Two Shoes and Two Cents
Sister Diane was my religion teacher in the second grade. She was an imposing, yet kind presence with a big voice, crisp white habit and a talent for bringing a story to life. One story that honestly didn’t make much sense to me was about a great gift. The story told of Jesus sitting across from the Treasury and watching the crowd put money into the collection, many depositing large amounts with great fanfare. Then, a poor widow came by and quietly contributed two small coins. Jesus called his disciples and said that the woman had contributed more than all the others, as they contributed from their surplus, and she out of her poverty. Side note: I thought it was pretty amazing that I was better at math than Jesus and Sister Diane.
Today I heard a Ted Talk from a firefighter named Mark Bezos telling of his first call to a big fire. He arrived on the scene and saw the Fire Chief talking to a somewhat hysterical barefoot woman. She was watching her house quickly becoming engulfed in flames, her dog still in the house. The Chief called Mark and another firefighter over. He proudly hurried over for his assignment. The Chief asking the first man to find the dog, and Mark to get the woman some shoes from the part of the house that was not yet affected by the fire. Feeling a little disappointed that he didn’t get the big job of rescuing the dog – and subsequently making his kids proud, he followed orders, retrieving the shoes and leaving them at the woman’s feet. She didn’t make eye contact and seemed barely to notice the gesture. He went home and shared the story about not having done much, but bringing a woman her shoes. Some time later, the Chief got a letter from the woman who was effusive in her praise of the department’s fine work. She concluded by noting that the greatest kindness of all was shown by the firefighter who brought her the shoes. Side note: Gentlemen, if you wish to be remembered by a woman – bring her some shoes.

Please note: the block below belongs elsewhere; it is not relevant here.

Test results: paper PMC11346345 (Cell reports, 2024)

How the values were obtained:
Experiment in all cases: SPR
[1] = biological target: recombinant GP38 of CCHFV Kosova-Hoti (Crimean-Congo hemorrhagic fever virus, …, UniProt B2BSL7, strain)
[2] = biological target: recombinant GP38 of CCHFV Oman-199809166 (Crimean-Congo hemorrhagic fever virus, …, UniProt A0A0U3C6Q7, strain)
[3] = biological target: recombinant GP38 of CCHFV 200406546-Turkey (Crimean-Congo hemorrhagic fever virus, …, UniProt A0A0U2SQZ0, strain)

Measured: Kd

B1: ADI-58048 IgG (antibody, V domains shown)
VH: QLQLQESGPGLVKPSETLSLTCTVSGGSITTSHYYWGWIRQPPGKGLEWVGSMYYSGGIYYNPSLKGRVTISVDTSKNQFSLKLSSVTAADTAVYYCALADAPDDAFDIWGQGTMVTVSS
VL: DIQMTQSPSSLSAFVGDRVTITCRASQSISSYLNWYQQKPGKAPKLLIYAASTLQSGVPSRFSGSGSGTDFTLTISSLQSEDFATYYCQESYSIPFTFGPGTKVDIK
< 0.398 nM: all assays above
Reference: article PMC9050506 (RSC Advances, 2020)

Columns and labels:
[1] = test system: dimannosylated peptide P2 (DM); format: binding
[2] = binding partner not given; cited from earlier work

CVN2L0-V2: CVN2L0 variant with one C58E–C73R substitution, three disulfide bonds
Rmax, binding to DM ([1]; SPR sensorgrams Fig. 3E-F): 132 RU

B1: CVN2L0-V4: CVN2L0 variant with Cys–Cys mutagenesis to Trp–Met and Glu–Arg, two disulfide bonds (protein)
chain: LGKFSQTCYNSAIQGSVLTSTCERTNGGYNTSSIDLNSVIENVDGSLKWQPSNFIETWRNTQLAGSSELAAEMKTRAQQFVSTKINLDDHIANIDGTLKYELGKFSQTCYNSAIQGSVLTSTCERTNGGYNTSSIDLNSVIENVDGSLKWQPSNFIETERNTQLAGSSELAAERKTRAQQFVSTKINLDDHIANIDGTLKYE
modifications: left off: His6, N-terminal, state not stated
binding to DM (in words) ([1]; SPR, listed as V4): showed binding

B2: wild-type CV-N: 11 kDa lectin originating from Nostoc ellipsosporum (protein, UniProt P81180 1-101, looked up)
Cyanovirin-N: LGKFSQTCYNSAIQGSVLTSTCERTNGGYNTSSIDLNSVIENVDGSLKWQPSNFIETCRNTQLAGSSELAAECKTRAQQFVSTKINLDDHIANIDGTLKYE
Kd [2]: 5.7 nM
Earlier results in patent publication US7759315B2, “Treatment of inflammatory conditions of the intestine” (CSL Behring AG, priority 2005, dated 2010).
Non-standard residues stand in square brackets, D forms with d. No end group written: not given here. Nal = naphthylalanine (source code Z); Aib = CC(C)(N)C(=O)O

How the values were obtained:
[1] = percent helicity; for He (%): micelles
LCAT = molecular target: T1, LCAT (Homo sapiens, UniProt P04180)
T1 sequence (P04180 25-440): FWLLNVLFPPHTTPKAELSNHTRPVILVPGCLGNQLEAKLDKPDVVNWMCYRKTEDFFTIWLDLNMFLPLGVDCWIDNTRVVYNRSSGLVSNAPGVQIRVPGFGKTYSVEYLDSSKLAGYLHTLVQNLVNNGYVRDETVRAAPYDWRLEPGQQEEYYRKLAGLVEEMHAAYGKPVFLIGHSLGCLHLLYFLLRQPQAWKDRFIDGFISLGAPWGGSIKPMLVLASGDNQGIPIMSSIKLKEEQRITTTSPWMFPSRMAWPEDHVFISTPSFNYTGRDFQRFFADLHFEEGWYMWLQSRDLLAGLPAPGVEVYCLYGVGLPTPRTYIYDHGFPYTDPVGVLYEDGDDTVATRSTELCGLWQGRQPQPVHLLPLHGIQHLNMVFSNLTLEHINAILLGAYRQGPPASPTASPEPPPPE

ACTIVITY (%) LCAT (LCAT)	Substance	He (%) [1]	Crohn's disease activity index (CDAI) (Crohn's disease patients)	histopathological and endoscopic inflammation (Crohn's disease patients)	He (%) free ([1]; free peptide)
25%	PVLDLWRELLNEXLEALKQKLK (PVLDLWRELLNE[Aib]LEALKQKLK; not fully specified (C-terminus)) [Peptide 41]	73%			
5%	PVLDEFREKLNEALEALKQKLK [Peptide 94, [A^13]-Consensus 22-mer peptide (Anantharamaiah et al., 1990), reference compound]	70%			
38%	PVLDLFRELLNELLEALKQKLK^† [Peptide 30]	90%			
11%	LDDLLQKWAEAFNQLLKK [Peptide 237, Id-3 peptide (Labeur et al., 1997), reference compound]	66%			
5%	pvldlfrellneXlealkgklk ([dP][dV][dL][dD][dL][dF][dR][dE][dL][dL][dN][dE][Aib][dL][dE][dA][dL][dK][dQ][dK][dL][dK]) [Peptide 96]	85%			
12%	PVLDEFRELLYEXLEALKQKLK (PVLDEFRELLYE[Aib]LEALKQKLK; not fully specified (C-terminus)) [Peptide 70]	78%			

The widow and the firefighter both did what Saint Theresa of Calcutta asked us to do – “small things with great love,” for these are the great things of life. The firefighter asked the Ted audience to not wait until they were rich or successful to do or give, but to start now.
On this Giving Tuesday, we want to give you our wholehearted thanks. As a 100% volunteer organization for kids with osteosarcoma, we rely on donations to Make It Better. Thank you for your support of MIB Agents Osteosarcoma Alliance. Thank you for Making It Better for the kids fighting this disease. Whether you put out a house fire or quietly entrusted us with your two coins, we are grateful.